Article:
It’s not clear why this method was used. But Cadram Holding’s acquisition of Mikado meant that Cadram effectively owed Mikado’s debts to itself. The conversion of the loans to capital reserves amounted to an investment into its own company.
Graham Barrow, an expert in money laundering and financial crime, said the arrangement was “exceptionally full of red flags,” in part because it seemed unnecessarily complex. The years-long involvement of “highly multijurisdictional companies that happen to be located in places all noted for their secrecy” was “inherently suspicious,” he added.
“This is a highly irrational way of buying a property on an island in Croatia,” he said.
Swiss Company Purchase
An opaque company called Realty Investments, registered in the Swiss canton of Zug, then entered the scene.
Realty Investments purchased Cadram’s 90-percent stake in Mikado for just $20,000 in November 2014, according to a contract drawn from Croatian commercial court records. By then, the Šipan property was worth considerably more than the initial 4-million-euro purchase price, and Mikado owned property estimated to be worth 31 million euros.
Little information is available about Realty Investments, which was founded in 2013. Its authorized officer, Graziano Pedroja, serves as Lithuania’s honorary consul in Switzerland and runs a company called Juris Treuhand that helps set up companies in Switzerland. According to Swiss business data, Pedroja currently holds positions in 76 Swiss companies and has previously held positions in 183 others.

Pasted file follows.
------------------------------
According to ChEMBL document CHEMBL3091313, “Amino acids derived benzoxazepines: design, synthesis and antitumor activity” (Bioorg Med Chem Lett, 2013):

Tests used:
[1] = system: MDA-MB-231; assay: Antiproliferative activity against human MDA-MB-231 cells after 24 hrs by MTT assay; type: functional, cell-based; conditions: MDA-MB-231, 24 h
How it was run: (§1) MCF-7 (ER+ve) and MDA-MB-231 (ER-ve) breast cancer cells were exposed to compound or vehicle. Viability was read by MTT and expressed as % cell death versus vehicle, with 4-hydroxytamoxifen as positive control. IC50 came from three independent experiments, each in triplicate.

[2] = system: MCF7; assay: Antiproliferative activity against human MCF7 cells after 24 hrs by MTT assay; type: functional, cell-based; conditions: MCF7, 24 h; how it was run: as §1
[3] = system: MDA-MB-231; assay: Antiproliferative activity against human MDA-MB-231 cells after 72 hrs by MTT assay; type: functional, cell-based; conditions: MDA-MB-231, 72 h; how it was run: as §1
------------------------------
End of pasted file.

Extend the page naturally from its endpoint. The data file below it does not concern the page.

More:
The low sale price and the fact that the nominal head of Realty is likely a proxy may indicate Yusufov has maintained ownership, but this is impossible to determine.
Pedroja declined to answer questions about the identity of Mikado’s beneficial owner, or confirm whether he knew Goloshchapov or Yusufov.
“I am not disclosing any information. It is my business. Even if I was to know him, I would not say yes or no,” he said.
The Pandora Papers contain one hint of a possible connection between Yusufov and Realty Investments: Before Yusufov took over Mikado’s debt, a draft agreement was prepared that would have seen Realty take over the debt on the exact same day.